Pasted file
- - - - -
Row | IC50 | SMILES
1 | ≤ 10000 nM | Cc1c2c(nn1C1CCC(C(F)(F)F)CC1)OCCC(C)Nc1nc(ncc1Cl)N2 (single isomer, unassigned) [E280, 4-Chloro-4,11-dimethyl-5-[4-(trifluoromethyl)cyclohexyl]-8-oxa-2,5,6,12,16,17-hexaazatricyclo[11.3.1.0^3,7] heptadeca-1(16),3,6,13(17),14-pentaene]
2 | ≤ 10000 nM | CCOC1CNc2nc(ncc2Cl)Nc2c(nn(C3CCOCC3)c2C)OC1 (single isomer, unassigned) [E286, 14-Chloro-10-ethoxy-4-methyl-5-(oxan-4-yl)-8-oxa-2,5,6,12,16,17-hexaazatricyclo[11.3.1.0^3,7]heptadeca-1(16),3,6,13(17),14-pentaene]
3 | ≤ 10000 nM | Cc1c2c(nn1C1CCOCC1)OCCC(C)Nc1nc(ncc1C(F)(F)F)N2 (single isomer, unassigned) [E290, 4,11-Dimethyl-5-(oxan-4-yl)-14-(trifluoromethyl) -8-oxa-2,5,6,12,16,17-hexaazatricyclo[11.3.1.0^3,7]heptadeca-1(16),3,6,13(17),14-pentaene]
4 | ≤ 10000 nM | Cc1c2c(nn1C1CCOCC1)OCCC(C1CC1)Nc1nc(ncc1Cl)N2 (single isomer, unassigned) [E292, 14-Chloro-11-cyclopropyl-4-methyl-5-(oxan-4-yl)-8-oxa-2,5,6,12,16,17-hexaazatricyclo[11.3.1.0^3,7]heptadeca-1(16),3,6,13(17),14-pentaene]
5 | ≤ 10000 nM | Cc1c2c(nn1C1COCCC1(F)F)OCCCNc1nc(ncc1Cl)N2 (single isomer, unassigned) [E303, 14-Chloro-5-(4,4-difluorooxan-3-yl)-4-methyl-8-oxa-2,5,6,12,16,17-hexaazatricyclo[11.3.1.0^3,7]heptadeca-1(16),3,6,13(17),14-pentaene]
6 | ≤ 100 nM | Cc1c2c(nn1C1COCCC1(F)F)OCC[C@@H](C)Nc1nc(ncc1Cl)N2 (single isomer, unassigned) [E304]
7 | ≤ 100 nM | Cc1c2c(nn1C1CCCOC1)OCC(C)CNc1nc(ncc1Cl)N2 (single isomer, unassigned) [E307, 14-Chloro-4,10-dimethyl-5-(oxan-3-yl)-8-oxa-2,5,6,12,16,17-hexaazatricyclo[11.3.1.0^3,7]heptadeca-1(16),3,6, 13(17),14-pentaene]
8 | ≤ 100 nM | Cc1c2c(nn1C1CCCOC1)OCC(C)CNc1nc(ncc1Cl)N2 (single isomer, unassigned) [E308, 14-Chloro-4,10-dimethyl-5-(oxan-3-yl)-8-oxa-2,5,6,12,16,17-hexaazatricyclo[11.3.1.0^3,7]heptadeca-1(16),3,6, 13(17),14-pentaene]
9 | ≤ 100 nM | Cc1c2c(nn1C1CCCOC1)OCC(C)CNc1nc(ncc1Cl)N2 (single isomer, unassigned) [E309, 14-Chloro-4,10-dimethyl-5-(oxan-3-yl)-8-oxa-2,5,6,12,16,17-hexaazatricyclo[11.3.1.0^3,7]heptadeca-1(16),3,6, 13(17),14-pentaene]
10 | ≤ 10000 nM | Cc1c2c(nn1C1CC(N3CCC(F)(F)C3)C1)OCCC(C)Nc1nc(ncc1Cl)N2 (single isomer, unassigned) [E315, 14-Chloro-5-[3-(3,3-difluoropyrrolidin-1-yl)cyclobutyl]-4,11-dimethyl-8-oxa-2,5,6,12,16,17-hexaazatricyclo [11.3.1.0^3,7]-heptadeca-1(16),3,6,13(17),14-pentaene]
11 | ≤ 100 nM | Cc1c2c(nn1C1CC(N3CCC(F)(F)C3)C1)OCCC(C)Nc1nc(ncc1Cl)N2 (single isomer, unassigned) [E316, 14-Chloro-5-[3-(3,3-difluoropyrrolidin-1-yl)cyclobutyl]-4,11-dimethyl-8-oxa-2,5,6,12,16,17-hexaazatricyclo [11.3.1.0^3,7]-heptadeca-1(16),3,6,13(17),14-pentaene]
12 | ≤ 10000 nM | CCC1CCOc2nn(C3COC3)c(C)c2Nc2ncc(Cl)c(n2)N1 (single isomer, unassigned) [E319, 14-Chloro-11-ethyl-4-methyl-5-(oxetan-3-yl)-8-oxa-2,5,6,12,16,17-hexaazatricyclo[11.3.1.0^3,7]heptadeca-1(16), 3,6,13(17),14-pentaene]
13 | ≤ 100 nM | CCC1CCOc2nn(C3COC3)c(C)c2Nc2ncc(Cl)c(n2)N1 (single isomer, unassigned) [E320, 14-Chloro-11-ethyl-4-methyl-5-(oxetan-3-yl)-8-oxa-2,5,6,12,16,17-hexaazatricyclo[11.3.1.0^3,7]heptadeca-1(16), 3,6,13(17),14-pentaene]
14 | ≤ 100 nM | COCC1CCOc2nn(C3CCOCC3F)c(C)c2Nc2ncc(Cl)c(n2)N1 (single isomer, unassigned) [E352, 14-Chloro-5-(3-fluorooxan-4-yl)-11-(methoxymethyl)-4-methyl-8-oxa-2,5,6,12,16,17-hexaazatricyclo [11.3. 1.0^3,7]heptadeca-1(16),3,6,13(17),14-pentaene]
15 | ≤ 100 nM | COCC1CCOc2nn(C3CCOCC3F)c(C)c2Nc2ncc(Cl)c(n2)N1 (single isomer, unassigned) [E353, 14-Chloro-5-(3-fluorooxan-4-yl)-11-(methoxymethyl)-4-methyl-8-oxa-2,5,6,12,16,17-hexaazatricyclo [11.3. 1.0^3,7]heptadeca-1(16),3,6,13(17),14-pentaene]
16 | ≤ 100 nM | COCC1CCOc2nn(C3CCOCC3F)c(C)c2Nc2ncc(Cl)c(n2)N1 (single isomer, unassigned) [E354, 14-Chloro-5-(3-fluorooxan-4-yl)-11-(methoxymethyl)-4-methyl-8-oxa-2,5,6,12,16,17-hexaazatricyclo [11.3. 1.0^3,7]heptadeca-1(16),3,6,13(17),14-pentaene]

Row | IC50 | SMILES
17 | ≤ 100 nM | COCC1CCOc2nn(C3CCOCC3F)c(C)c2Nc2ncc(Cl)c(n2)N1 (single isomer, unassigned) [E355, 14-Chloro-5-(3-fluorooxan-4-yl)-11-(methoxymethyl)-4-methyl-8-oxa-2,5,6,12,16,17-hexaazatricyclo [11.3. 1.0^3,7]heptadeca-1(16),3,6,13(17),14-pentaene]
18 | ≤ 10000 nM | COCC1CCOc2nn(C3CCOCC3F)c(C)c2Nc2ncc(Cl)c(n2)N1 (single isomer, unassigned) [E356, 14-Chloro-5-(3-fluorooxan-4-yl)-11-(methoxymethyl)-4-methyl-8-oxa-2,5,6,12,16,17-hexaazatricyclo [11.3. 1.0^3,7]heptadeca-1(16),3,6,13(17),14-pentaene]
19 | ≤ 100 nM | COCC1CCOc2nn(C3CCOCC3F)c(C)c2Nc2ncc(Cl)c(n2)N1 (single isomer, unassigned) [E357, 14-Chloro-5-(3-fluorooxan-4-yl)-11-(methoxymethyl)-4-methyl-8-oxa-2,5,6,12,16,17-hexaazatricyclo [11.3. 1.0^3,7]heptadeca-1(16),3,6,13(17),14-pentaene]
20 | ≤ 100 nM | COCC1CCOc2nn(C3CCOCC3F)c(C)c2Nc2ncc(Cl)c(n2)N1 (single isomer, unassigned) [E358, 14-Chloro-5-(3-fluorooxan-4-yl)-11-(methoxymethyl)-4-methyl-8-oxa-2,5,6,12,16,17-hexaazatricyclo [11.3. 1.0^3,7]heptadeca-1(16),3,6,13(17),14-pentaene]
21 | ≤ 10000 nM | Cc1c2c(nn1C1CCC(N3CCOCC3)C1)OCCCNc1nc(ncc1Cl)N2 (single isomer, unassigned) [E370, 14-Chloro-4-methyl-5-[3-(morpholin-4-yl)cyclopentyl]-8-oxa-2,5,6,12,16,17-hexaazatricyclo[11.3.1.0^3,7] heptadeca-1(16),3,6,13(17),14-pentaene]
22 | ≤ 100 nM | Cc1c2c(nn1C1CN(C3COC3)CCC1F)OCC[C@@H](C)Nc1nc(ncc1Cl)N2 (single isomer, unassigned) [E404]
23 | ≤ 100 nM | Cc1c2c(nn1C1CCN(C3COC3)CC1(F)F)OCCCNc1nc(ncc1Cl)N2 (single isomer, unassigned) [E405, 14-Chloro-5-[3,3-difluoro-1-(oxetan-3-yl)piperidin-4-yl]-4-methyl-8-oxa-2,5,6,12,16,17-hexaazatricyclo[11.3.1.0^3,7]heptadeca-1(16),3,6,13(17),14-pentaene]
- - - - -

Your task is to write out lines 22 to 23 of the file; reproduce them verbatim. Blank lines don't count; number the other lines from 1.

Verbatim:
20 | ≤ 100 nM | COCC1CCOc2nn(C3CCOCC3F)c(C)c2Nc2ncc(Cl)c(n2)N1 (single isomer, unassigned) [E358, 14-Chloro-5-(3-fluorooxan-4-yl)-11-(methoxymethyl)-4-methyl-8-oxa-2,5,6,12,16,17-hexaazatricyclo [11.3. 1.0^3,7]heptadeca-1(16),3,6,13(17),14-pentaene]
21 | ≤ 10000 nM | Cc1c2c(nn1C1CCC(N3CCOCC3)C1)OCCCNc1nc(ncc1Cl)N2 (single isomer, unassigned) [E370, 14-Chloro-4-methyl-5-[3-(morpholin-4-yl)cyclopentyl]-8-oxa-2,5,6,12,16,17-hexaazatricyclo[11.3.1.0^3,7] heptadeca-1(16),3,6,13(17),14-pentaene]